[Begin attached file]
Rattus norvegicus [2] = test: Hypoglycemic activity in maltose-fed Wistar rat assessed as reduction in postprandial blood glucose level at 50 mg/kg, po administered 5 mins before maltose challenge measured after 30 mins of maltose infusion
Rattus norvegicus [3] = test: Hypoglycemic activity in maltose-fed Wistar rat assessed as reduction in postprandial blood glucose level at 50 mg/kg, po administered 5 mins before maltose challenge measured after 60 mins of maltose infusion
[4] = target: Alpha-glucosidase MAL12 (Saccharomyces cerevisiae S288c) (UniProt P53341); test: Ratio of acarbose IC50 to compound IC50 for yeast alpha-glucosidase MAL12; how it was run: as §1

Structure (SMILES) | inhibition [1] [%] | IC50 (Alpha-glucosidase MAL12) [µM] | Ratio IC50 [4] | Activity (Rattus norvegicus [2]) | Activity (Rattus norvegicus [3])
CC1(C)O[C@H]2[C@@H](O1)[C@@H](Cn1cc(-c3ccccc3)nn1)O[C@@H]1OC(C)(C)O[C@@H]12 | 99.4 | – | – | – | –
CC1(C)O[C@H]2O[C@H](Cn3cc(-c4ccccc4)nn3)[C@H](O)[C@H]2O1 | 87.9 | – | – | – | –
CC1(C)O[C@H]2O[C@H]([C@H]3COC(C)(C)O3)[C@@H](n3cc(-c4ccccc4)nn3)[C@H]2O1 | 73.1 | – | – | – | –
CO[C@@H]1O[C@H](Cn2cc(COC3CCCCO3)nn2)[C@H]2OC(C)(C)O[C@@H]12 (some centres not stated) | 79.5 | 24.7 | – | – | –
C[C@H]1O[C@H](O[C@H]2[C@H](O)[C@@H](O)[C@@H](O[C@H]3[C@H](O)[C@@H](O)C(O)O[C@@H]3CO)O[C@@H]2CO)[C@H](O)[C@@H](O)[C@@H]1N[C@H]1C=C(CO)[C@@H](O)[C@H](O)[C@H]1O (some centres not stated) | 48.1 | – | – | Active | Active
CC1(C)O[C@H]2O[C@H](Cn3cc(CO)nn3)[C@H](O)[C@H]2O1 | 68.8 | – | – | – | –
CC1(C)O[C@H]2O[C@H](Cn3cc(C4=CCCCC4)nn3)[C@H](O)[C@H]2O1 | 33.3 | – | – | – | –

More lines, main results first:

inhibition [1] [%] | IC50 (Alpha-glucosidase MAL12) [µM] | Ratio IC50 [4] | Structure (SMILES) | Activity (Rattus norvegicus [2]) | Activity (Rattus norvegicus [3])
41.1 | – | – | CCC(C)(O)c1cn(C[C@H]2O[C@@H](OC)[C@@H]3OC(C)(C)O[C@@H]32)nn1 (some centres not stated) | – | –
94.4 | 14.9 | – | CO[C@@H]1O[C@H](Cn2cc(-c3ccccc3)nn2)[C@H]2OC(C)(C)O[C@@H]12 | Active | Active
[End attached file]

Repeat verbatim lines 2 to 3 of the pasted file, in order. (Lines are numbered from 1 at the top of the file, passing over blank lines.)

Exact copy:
Rattus norvegicus [3] = test: Hypoglycemic activity in maltose-fed Wistar rat assessed as reduction in postprandial blood glucose level at 50 mg/kg, po administered 5 mins before maltose challenge measured after 60 mins of maltose infusion
[4] = target: Alpha-glucosidase MAL12 (Saccharomyces cerevisiae S288c) (UniProt P53341); test: Ratio of acarbose IC50 to compound IC50 for yeast alpha-glucosidase MAL12; how it was run: as §1